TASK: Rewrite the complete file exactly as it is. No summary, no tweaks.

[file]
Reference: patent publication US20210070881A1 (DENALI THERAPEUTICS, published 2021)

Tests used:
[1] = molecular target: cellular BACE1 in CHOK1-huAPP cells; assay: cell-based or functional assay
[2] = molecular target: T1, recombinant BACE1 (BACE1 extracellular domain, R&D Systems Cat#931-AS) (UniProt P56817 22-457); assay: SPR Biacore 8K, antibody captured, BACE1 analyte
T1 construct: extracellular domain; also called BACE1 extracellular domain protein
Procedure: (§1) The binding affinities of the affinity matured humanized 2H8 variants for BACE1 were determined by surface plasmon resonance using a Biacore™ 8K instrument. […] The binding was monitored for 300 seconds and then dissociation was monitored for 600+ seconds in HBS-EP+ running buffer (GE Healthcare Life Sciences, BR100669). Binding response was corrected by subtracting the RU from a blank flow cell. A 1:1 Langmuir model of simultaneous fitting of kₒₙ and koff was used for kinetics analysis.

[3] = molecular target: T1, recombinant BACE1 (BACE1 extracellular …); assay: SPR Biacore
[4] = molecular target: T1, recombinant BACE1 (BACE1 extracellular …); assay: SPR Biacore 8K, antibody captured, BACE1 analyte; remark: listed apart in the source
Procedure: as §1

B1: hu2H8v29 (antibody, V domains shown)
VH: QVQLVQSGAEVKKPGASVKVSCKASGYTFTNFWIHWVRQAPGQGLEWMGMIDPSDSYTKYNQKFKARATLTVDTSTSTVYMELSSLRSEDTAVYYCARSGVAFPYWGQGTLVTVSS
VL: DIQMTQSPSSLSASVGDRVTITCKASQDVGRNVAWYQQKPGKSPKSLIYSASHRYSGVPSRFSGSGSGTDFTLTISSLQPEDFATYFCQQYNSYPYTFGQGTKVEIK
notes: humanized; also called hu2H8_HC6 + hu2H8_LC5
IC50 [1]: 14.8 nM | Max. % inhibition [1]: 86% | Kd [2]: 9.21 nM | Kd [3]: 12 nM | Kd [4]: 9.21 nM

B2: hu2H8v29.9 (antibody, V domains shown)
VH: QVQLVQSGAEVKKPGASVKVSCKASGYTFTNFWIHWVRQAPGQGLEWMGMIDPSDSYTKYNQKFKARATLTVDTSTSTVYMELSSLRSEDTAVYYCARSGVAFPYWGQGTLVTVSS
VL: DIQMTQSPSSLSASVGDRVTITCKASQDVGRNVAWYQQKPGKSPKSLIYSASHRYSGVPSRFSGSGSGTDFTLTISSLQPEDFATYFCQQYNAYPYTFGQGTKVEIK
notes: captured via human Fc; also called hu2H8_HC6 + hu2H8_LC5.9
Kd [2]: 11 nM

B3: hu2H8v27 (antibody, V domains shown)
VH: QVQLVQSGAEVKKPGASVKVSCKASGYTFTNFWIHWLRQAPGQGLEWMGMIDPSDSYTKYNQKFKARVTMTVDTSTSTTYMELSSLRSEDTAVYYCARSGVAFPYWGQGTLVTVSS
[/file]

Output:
Reference: patent publication US20210070881A1 (DENALI THERAPEUTICS, published 2021)

Tests used:
[1] = molecular target: cellular BACE1 in CHOK1-huAPP cells; assay: cell-based or functional assay
[2] = molecular target: T1, recombinant BACE1 (BACE1 extracellular domain, R&D Systems Cat#931-AS) (UniProt P56817 22-457); assay: SPR Biacore 8K, antibody captured, BACE1 analyte
T1 construct: extracellular domain; also called BACE1 extracellular domain protein
Procedure: (§1) The binding affinities of the affinity matured humanized 2H8 variants for BACE1 were determined by surface plasmon resonance using a Biacore™ 8K instrument. […] The binding was monitored for 300 seconds and then dissociation was monitored for 600+ seconds in HBS-EP+ running buffer (GE Healthcare Life Sciences, BR100669). Binding response was corrected by subtracting the RU from a blank flow cell. A 1:1 Langmuir model of simultaneous fitting of kₒₙ and koff was used for kinetics analysis.

[3] = molecular target: T1, recombinant BACE1 (BACE1 extracellular …); assay: SPR Biacore
[4] = molecular target: T1, recombinant BACE1 (BACE1 extracellular …); assay: SPR Biacore 8K, antibody captured, BACE1 analyte; remark: listed apart in the source
Procedure: as §1

B1: hu2H8v29 (antibody, V domains shown)
VH: QVQLVQSGAEVKKPGASVKVSCKASGYTFTNFWIHWVRQAPGQGLEWMGMIDPSDSYTKYNQKFKARATLTVDTSTSTVYMELSSLRSEDTAVYYCARSGVAFPYWGQGTLVTVSS
VL: DIQMTQSPSSLSASVGDRVTITCKASQDVGRNVAWYQQKPGKSPKSLIYSASHRYSGVPSRFSGSGSGTDFTLTISSLQPEDFATYFCQQYNSYPYTFGQGTKVEIK
notes: humanized; also called hu2H8_HC6 + hu2H8_LC5
IC50 [1]: 14.8 nM | Max. % inhibition [1]: 86% | Kd [2]: 9.21 nM | Kd [3]: 12 nM | Kd [4]: 9.21 nM

B2: hu2H8v29.9 (antibody, V domains shown)
VH: QVQLVQSGAEVKKPGASVKVSCKASGYTFTNFWIHWVRQAPGQGLEWMGMIDPSDSYTKYNQKFKARATLTVDTSTSTVYMELSSLRSEDTAVYYCARSGVAFPYWGQGTLVTVSS
VL: DIQMTQSPSSLSASVGDRVTITCKASQDVGRNVAWYQQKPGKSPKSLIYSASHRYSGVPSRFSGSGSGTDFTLTISSLQPEDFATYFCQQYNAYPYTFGQGTKVEIK
notes: captured via human Fc; also called hu2H8_HC6 + hu2H8_LC5.9
Kd [2]: 11 nM

B3: hu2H8v27 (antibody, V domains shown)
VH: QVQLVQSGAEVKKPGASVKVSCKASGYTFTNFWIHWLRQAPGQGLEWMGMIDPSDSYTKYNQKFKARVTMTVDTSTSTTYMELSSLRSEDTAVYYCARSGVAFPYWGQGTLVTVSS